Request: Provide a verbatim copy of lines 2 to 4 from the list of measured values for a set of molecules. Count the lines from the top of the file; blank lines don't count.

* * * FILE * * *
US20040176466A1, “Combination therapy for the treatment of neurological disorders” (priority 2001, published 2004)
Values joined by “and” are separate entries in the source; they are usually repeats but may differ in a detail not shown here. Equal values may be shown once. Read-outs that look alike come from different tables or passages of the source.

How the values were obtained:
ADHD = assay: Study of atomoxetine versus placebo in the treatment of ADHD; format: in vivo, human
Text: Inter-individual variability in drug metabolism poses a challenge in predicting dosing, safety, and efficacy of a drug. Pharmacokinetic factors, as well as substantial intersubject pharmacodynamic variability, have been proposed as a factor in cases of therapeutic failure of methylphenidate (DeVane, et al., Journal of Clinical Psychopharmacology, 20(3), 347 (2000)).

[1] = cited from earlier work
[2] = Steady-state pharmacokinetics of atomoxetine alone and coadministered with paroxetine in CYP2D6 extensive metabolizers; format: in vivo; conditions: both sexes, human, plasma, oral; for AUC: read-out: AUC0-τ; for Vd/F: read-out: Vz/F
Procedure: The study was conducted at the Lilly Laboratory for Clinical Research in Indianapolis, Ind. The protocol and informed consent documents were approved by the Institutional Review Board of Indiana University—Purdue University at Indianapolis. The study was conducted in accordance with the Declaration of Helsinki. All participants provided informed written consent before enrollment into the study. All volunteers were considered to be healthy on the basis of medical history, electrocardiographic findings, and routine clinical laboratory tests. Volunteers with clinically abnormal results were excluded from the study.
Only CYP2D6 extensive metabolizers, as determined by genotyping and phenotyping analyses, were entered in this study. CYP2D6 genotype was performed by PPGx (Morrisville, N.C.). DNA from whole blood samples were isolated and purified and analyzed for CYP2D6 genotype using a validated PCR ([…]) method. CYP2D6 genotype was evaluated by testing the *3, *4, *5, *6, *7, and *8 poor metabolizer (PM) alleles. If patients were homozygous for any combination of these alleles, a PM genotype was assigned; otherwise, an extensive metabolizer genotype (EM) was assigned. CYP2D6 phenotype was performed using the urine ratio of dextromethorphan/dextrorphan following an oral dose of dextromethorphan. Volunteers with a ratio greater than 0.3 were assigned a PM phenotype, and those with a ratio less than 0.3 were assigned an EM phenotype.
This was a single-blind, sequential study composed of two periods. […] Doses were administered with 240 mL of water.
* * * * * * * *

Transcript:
Values joined by “and” are separate entries in the source; they are usually repeats but may differ in a detail not shown here. Equal values may be shown once. Read-outs that look alike come from different tables or passages of the source.

How the values were obtained:
ADHD = assay: Study of atomoxetine versus placebo in the treatment of ADHD; format: in vivo, human